An estate surveyor and valuer, Mr Francis Okpaleke, said the menace of fraudulent practices has been a long-standing issue, and the intensity has increased in recent times across various sectors of the economy and the entire spectrum of the real estate market. The scams on 'letting and selling' fall under real estate agencies, and the frequency is due to the absence of regulation. Okpaleke noted that while there have been efforts by the Lagos government to regulate estate agencies, there is no clear national regulation. He also emphasized that there are people who practice estate agencies professionally, who are regulated like estate surveyors and valuers and lawyers.
The occurrence of scams within the regulated profession is minimal due to self-regulation. Any estate surveyor and valuer involved in scams can be reported to the professional body, which has the power to discipline those found guilty, including revoking their license. Such acts are considered misconduct and are subject to disciplinary measures by institutions like ESVARBON and the Nigerian Institution of Estate Surveyors and Valuers (NIESV).
However, the unregulated market is plagued by property scams perpetrated by quacks, although there are some bad eggs among professionals. When there is a disservice, there are sanctions, and no professional wants to be disciplined by the professional body. People have been disciplined in the past. Therefore, intending property buyers must follow due process, deal with professionals, carry out due diligence, and involve a lawyer to verify the title and conduct formal and informal searches before purchasing a property.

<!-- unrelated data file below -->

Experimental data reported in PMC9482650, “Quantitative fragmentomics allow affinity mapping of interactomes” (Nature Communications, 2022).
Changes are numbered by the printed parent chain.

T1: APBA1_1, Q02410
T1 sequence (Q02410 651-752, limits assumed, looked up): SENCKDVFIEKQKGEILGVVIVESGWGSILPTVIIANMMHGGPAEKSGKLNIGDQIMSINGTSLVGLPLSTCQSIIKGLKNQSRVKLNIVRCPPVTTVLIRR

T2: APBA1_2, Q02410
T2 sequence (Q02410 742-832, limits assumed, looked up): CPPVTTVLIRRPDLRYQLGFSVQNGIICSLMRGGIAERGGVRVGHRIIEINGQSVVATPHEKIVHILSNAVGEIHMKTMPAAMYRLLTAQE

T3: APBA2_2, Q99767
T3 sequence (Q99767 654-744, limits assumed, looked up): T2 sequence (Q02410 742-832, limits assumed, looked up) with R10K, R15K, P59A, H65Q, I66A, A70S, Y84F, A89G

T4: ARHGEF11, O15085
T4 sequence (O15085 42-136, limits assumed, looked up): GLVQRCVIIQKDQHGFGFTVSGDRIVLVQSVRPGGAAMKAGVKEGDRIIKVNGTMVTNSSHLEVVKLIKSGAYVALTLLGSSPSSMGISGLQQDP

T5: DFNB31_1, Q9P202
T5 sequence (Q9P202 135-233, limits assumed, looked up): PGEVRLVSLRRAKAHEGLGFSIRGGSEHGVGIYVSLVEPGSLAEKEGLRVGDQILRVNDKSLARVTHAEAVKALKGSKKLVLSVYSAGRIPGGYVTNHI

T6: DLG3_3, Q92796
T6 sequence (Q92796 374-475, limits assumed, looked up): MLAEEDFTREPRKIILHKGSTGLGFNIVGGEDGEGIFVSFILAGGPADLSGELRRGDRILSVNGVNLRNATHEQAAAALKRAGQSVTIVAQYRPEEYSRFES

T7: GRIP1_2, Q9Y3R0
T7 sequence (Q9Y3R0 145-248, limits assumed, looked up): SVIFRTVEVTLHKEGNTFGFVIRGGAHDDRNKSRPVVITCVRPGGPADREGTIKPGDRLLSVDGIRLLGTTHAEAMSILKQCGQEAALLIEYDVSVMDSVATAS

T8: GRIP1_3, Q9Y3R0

According to Mr Kayode Ogunji, the Chairman of NIESV's Faculty of Estate Agency and Marketing, the demand and supply imbalance is a major factor in the rising cases of property scams. Estate agency has become an all-comers affair, where anyone can erect a billboard, put a number on it, and advertise. Some developers collect money from 100 people but only have 20 to 30 accommodations. Most scammers advertise on social media and attract a lot of people. Therefore, people should always do background checks.
To curb the menace, the government must build more houses for the people like the former governor of Lagos State, Lateef Jakande, who reduced property scams drastically. The mortgage banks need to be revived, and people should be able to take mortgages at a single-digit interest rate. Also, people should patronize professionals.
The Real Estate Developers Association of Nigeria (REDAN) has made seals for every member of the association to use like lawyers, enabling them to award sanctions to registered members found culpable in any nefarious activity. The association has also streamlined its relationship with agencies such as the Economic and Financial Crimes Commission/SCUML, Independent Corrupt Practices and Other Related Offences Commission, Nigeria Financial and Intelligence Unit, and the State Security Service to stop illegal activity and sharp practices of some developers.
They have sponsored a bill in the National Assembly, which has been passed by the Senate for uniform regulation of the real estate sector to stop people who are not of proven integrity from participating in the business. Anyone who has been a victim of a REDAN member's nefarious activity can come to them with a receipt, and they assure them that they will get back their money. People involved in land grabbing and other nefarious activities are not their members, and anyone caught will be sanctioned, blacklisted, and their identity made public.